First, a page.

Bitcoin, like many other cryptocurrencies, is revolutionary. Backed by the innovative blockchain technology. It is a fully decentralised digital currency. It is not issued, regulated or monitored by any central authority. Immune them from governments’ interference or manipulation. Since it was launched in 2009,  Bitcoin has $3 billion in circulation with 100,000 shops accepting it. It is often processed more than one million times per day.

On 6th of November 2023, The price of bitcoin went sky-rocketed, up 175%. It marked the recovery from the 2022 controversy that caused a market-wide crypto crash. Just like fine wine prices, cryptocurrencies are not for the faint-hearted. Liv-ex, the global fine wine market place, reported the Liv-ex Fine Wine 1000 index had a 13% year-to-date loss. The question of whether investing in cryptocurrency or fine wine is a good investment alternatives is back on the horizon.

Cryptocurrency and fine wine could both be a good investment alternatives for many people (Photo: originally by Zachariah Hagy on Unsplash, edited by Krystal Wen)

Is Cryptocurrency a Currency?

Many people would say no.  

Cryptocurrency, such as Bitcoin, Ethereum, share many common characteristics of a currency. They can be used as a medium of exchange. They store value. In some places, they can even be interchangeable with fiat currencies, such as US dollars.

For example, if you give someone a $100 U.S. dollar note, which was issued by the central bank, the other person does not need to check how much it is worth at the time of transaction. This is called the  “No Questions Asked (NQA)” principle. If you send someone US$100 via PayPal, a central bank would help to verify and record that transaction.

The main difference between a cryptocurrency and a fiat currency is that: if you send someone a Bitcoin, no central bank is involved. This transaction is posted in a digital ledger, a blockchain, that is distributed to all other Bitcoin owners in the world. This mutual peer-to-peer accounting system, safeguard the cryptocurrency. Everyone can inspect every transaction.

In short, due to the cryptocurrency’s volatile nature, both the buyer and seller must validate the value at the time of transaction.

Fine Wine vs Cryptocurrency

Fine wine is increasingly recognized as a viable investment option, showing unique attributes when compared to cryptocurrency. Here, we delve into various investment aspects to draw comparisons between fine wine and cryptocurrency.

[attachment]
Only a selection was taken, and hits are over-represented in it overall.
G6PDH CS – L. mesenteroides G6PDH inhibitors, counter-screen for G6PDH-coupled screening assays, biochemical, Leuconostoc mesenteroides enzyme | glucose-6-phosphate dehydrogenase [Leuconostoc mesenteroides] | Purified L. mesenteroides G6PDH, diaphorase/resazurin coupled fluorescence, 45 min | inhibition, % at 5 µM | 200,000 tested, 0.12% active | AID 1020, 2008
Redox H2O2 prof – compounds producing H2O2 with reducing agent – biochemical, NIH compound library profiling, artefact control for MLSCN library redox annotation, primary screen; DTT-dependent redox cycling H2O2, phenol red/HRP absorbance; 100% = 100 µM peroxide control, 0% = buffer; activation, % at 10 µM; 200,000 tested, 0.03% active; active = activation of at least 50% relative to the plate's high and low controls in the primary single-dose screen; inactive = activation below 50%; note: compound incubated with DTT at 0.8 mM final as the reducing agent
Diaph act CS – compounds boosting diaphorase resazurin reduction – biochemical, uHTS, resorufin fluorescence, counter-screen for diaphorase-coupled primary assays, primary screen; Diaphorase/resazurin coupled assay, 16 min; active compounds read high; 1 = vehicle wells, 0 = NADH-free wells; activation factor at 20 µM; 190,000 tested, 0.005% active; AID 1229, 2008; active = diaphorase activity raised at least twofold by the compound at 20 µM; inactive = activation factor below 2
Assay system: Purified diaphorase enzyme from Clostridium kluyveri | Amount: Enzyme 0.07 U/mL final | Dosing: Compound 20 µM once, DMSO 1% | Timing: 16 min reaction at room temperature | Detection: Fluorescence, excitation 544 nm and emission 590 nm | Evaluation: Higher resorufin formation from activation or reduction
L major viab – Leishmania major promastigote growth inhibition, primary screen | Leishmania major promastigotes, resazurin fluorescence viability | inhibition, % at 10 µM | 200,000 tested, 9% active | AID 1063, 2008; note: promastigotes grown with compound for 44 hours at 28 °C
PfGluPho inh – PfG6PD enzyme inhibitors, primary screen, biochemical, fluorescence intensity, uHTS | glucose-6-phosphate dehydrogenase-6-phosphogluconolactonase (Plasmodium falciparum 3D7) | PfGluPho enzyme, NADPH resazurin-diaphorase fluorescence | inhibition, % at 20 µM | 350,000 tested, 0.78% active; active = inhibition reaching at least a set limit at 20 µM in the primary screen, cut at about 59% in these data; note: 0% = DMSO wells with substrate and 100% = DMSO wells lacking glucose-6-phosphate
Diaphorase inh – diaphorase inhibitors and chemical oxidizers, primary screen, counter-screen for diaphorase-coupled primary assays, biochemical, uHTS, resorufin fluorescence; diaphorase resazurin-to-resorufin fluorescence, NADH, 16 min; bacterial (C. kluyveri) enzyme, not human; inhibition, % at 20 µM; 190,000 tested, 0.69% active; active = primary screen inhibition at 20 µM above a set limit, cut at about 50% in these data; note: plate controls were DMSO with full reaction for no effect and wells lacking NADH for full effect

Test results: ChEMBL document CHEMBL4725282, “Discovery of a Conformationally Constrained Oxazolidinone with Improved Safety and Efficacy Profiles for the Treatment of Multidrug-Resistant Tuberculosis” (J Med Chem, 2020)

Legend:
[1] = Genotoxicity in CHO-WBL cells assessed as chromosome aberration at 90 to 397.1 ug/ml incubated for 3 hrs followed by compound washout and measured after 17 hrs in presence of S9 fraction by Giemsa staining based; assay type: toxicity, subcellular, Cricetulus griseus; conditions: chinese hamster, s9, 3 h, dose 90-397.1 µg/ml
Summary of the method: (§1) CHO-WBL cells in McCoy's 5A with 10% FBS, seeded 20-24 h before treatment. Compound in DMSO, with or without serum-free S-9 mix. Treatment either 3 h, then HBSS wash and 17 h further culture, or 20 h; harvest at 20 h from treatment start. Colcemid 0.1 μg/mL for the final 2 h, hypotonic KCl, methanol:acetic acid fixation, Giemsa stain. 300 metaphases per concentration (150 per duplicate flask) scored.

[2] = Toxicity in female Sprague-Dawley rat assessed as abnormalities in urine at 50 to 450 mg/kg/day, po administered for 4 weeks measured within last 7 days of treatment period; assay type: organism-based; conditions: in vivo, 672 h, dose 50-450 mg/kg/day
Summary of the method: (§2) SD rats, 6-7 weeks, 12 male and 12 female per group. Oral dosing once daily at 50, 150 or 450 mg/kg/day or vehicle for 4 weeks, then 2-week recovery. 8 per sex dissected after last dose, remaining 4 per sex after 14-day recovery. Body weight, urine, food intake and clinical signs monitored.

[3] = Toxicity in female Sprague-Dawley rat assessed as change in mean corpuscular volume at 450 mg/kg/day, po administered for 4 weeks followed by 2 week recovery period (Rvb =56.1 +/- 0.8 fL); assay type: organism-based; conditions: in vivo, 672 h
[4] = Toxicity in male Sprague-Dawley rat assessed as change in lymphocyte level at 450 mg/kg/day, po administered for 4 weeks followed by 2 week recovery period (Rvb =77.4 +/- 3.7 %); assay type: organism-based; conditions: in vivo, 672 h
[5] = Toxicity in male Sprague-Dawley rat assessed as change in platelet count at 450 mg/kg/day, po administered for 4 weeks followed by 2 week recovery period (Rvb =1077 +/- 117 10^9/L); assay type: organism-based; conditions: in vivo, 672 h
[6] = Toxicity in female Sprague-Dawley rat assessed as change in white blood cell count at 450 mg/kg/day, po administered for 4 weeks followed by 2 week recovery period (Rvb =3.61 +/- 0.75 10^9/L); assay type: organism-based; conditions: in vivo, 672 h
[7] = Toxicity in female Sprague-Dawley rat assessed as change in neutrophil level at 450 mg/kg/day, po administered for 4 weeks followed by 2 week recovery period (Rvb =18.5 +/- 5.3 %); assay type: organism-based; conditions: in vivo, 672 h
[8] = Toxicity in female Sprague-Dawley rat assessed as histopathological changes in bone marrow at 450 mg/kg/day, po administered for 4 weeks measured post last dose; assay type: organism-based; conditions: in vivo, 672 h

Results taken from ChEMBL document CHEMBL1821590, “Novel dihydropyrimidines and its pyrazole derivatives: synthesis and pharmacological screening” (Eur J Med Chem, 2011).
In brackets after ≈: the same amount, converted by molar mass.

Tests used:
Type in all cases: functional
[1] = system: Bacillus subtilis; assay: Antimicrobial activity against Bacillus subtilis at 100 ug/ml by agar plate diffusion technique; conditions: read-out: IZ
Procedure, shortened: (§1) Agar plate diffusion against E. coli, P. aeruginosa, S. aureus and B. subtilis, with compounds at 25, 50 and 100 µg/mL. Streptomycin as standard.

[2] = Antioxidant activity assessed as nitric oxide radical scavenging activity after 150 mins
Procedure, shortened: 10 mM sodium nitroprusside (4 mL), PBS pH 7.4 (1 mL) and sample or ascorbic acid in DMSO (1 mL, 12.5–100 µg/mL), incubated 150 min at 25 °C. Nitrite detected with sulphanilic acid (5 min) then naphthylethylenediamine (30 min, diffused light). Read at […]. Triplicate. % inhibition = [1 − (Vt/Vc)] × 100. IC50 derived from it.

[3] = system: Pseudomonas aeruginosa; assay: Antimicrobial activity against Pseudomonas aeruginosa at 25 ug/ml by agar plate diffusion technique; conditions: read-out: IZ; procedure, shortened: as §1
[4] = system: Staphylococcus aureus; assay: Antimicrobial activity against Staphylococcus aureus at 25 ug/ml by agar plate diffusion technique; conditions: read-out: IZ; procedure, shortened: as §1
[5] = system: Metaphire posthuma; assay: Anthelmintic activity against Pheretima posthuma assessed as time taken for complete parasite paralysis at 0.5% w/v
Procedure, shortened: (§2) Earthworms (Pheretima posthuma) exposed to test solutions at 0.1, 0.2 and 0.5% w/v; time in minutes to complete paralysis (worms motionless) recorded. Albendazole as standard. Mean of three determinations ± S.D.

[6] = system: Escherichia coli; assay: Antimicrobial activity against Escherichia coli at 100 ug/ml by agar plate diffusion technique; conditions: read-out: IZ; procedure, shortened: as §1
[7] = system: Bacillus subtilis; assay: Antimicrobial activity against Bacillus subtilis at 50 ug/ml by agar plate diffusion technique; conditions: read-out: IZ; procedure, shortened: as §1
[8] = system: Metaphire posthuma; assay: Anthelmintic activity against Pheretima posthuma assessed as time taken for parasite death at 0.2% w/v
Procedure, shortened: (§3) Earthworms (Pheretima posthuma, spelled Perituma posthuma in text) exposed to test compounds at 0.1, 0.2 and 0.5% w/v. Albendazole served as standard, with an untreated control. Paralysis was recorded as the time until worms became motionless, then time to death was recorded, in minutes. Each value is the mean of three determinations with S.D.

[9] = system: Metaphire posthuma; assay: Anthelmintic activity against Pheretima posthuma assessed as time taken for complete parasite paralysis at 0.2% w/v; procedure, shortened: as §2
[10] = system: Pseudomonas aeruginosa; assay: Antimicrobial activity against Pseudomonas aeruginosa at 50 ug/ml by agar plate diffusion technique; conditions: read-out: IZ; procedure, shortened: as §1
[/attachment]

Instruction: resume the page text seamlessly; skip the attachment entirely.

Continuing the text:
• Volatility

A general rule of thumb in investment is: the higher return usually comes with higher risk. One of the main reasons why cryptocurrency delivered such a high return is because it is risky. The latest annualised Bitcoin 30-day volatility is 46.31%, which is 25 times more volatile than Liv-ex Fine Wine 50, 7 times of U.S. Dollar Index, and 4 times of Dow Jones Index.

Annualised 30-day Volatility

Bitcoin - 46.31%

Liv-ex Fine Wine 50 Index - 1.75%

U.S. Dollar Index - 7.15%

Dow Jones Index - 11.49%

The high volatility in Bitcoin can yield big gains. But it can also lead to big swings in investment values.

By comparison, fine wine is less volatile than most equity markets. It has a track record of being a less risky investment alternative.

  • Understanding the Market Dynamics

Scarcity drives both fine wine and cryptocurrencies. Their demand exceeds supply, causing prices to rise. As demonstrated above, the bitcoin market and mechanism could be difficult to comprehend, let alone keep up with. For new crypto investors, quick reaction or even luck can be more critical.

Fine wine investment, on the other hand, requires less frequent intervention or time investment. Many fine wine investors just purchased their wine via cellar door, mailing list, or  En Premeur, without getting into the nitty gritty of terroir or vintage variances.

Like many subject, both cryto and fine wine are supported by a network of evangelical experts and celebrity influencers. Because fine wine is more resilient to the global economy their investors are exempt from daily transactions. As a result, fine wine investment is less risky, and more leisurely hobby-alike.

  • Tangible or not

The field of crypto is notably far from having good regulations, leaving room for market manipulation and scams. Fine wine, however, is a tangible asset. A collector can decide whether to cash out after long-term price increases, or to enjoy an extremely beautifully aged bottle to enjoy.

  • Environmental Impact

Savvy investors are increasingly prioritising environmental concerns. In general, the wine sector is very proactive in reducing carbon frootfrint and combating climate change. Wine regions all over the globe are embracing organic, sustainable, and biodynamic viticulture practices.

On the other hand, the mining of cryptocurrencies is notoriously energy intensive. Approximately 19 million bitcoins have been produced and are currently in circulation, leaving merely 2 million to be mined before 2140. The increasing difficulty of the algorithms needed to mine them is only going to increase cryptos’ carbon footprint.

Did you know that you can track the value of your cellar at VinoVoss?

Login now, and create a digital record of your wine collection.

In our next post, we will look at how the cryptocurrency market compares to fine wine and other alternative investments. And answer the question ‘should crypto investors hedge their bets with fine wine?’.

Stay tuned…

Krystal Wen

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